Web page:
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Cardinals vs. Seahawks: History between the two teams goes back to Seattle's NFL debut

Cardinals looking for history to repeat itself in Seattle

Joe Nicholson-USA TODAY Sports

How far back does history go  between the Cardinals and Seahawks? To September 12th, 1976 which marked the first regular season game of the new expansion team known as the Seattle Seahawks. The St. Louis Football Cardinals are now long gone of course as well as the Seattle Kingdome (imploded to the delight of many), however the 30-24 Cardinals victory still stands and so do the rushing yards of Jim Otis and Terry Metcalf (140 and 113 respectively).

Seattle resided in the NFC West their first season (14 games), playing all thirteen conference foes plus one game against the other new franchise team Tampa Bay Buccaneers, before swapping conferences and repeating the same formula. The Seahawks then stayed put in the AFC West until the most recent conference re-alignment in 2002, which accounts for how the series saw only six matchups between the two teams previous to becoming division rivals (the Cardinals won the first five).

The Cardinals were also happy to help inaugurate Seattle's new Seahawks Stadium in September 2002 (a 24-13 victory that saw Thomas Jones rush for 173 yards), which was soon to be renamed Qwest Field before changing yet again to Century Link Field in 2011.

The teams have never played in the postseason nor do they share past Pro Bowlers, but of the notable players that played for both teams one that comes to mind would be Dave Krieg -- recruited to Arizona by that renowned QB guru Buddy "There's a winner in town" Ryan. Not surprisingly, that experiment lasted only a year before Krieg moved on to rank #3 on the all-time NFL fumbles list (153).

Current players with ties to both teams includes Cardinals John Carlson, Paul Fanaika and coach (and former great Cardinals running back) Stump Mitchell. Seahawks players who've formerly played in Arizona include A.J. Jefferson and O'Brian Schofield.

There have been many highlights in the all-time series that finds the Cardinals leading 16-14 that include:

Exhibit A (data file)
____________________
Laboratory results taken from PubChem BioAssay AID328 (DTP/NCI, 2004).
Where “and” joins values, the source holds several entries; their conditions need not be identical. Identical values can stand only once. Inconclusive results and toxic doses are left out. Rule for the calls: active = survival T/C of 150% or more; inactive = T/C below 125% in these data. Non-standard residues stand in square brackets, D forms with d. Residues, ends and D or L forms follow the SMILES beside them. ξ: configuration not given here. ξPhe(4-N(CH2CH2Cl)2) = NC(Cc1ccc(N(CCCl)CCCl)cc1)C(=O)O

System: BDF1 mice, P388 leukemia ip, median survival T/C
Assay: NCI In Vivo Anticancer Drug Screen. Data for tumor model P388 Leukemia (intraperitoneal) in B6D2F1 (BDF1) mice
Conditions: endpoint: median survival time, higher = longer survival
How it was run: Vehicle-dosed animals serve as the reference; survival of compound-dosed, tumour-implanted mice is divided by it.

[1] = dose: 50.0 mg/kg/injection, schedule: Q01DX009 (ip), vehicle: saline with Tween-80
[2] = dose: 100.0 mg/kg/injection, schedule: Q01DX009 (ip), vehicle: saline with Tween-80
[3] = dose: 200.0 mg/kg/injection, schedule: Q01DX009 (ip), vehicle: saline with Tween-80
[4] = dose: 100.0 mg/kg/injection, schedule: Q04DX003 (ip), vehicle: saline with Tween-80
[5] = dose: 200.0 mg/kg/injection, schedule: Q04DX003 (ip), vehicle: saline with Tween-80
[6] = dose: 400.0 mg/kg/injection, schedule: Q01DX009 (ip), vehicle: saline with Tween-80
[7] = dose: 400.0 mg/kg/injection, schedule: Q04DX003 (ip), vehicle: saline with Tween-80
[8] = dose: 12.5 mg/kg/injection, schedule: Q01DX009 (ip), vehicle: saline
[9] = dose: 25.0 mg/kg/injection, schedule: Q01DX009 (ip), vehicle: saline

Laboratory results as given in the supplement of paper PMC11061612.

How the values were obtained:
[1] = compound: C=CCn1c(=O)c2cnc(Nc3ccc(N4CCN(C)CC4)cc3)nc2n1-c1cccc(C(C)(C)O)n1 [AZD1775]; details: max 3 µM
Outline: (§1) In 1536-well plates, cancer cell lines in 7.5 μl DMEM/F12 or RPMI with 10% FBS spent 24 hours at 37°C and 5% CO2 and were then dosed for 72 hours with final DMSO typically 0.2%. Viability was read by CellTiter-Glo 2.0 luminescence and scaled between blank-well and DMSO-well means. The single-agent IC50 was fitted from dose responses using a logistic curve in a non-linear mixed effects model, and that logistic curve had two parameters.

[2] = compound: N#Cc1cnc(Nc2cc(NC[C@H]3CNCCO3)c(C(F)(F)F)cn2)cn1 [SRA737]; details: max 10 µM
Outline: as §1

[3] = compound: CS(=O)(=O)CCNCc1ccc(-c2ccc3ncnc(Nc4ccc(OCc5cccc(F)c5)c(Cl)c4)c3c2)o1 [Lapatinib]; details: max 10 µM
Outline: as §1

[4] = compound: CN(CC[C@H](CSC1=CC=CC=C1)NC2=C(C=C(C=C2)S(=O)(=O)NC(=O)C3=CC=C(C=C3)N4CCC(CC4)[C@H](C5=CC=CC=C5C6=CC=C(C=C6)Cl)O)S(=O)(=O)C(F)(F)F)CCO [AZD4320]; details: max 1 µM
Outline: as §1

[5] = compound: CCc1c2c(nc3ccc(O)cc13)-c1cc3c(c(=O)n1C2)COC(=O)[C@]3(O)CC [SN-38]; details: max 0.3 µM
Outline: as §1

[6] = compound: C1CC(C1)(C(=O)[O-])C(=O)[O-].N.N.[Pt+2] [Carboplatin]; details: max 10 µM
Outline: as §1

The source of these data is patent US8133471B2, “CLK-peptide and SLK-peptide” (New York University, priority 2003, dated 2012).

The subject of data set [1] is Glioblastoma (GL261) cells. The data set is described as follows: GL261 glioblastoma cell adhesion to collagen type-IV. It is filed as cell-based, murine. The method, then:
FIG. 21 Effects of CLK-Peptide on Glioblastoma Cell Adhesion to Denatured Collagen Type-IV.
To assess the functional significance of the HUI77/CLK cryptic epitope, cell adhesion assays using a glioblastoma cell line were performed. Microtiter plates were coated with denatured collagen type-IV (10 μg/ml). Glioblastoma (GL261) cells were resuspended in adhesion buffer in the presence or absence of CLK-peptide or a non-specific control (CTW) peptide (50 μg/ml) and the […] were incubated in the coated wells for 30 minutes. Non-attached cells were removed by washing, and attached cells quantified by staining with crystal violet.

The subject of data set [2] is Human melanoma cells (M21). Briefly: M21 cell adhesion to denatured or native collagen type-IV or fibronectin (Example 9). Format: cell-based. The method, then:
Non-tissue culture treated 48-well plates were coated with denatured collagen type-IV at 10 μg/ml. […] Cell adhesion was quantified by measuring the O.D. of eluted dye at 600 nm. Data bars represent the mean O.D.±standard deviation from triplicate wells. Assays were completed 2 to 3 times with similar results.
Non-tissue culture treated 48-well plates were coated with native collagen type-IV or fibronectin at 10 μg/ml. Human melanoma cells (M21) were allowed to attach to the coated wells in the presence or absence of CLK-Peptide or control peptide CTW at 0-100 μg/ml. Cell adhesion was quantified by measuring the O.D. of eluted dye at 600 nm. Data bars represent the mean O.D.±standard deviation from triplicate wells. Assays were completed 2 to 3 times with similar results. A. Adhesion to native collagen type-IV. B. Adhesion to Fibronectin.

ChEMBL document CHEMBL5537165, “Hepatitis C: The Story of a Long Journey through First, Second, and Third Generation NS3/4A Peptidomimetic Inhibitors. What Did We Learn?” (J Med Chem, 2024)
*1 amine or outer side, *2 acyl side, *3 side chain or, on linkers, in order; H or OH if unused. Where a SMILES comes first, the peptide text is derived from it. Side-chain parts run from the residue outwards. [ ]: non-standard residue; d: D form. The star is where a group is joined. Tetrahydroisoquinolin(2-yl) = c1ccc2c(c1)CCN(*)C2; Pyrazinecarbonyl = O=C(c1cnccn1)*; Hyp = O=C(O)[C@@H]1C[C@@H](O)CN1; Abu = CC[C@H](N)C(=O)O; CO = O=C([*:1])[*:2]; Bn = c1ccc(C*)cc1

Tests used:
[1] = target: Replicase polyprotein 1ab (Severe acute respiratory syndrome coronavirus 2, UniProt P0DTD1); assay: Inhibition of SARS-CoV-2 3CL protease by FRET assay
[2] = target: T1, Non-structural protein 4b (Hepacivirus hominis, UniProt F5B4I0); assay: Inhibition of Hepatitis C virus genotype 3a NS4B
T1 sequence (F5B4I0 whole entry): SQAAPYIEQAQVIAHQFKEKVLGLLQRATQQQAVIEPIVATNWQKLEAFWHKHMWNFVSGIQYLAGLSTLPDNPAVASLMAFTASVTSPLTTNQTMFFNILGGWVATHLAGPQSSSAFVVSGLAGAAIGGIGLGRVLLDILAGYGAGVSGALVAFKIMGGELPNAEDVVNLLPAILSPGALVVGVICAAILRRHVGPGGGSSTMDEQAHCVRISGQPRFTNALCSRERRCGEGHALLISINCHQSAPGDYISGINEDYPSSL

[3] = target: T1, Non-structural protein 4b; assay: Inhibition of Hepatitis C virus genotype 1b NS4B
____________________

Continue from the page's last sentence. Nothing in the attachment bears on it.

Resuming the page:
* Four touchdown receptions by Roy 'Jet Steam' Green in a 1983 St. Louis Cardinals victory (33-28). The game also saw Neil Lomax complete 21 passes on 27 attempts with four TD's and no interceptions that earned a 145.3 passer rating.

* Steve Beuerlein's 431 yards passing and 3 touchdowns at the Kingdome in 1993 -- the first of three consecutive wins to close out the final season for a team known as the Phoenix Cardinals (30-27). Gary Clark caught 12 of team's 34 receptions for 152 yards and a touchdown.

* A seventy-two yard interception return by Lorenzo Lynch (courtesy John Friesz) wins the game in overtime at Sun Devil Stadium in 1995 (20-14). The Arizona Cardinals leading receiver that day was Larry Centers with 9 catches for 73 yards.

* Neil Rackers converts three 50+ yard field goals in one game (55, 55 and 50) in a 25-17 victory in the desert in 2004. Rackers enjoyed kicking against the Seahawks with 8 of his 26 career 50+ yard field goals coming at their expense. Emmitt Smith rushed for 106 yards for the Arizona Cardinals that day.

* Kurt Warner tosses for 32 of 44 with 395 yards passing, much of which went to Anquan Boldin and Larry Fitzgerald with 13/186 and 10/151 catches and completions respectively in a 2008 Cardinals win (26-20).

Perhaps the biggest game in the history between the two teams occurred in week 16 last year when the Cardinals snapped the Seahawks fourteen-game home winning streak (17-10). In Bruce Arians' biggest win as a full-fledged head coach to date, the Big Red defense held the Seahawks to a mere 192 total yards while the Cards offense rushed for 143 yards and set the stage for Michael Floyd's first career game-winning catch from Carson Palmer (in his first game against his former college coach Pete Carroll). The game also marked QB Russell Wilson's first loss at CenturyLink Field in two seasons as a starter.

The Cardinals are set to fly to Seattle and snap on the chin-straps Sunday with intent on seeing that history repeats itself.